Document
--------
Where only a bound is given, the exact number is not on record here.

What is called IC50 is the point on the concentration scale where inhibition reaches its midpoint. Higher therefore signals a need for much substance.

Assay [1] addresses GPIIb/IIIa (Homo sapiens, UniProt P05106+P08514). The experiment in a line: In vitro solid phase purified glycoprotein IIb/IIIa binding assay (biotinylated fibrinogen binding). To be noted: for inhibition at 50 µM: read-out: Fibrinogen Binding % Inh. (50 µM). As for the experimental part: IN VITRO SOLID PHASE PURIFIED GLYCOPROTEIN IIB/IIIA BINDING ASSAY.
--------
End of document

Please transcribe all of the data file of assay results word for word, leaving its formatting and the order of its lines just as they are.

Where only a bound is given, the exact number is not on record here.

What is called IC50 is the point on the concentration scale where inhibition reaches its midpoint. Higher therefore signals a need for much substance.

Assay [1] addresses GPIIb/IIIa (Homo sapiens, UniProt P05106+P08514). The experiment in a line: In vitro solid phase purified glycoprotein IIb/IIIa binding assay (biotinylated fibrinogen binding). To be noted: for inhibition at 50 µM: read-out: Fibrinogen Binding % Inh. (50 µM). As for the experimental part: IN VITRO SOLID PHASE PURIFIED GLYCOPROTEIN IIB/IIIA BINDING ASSAY.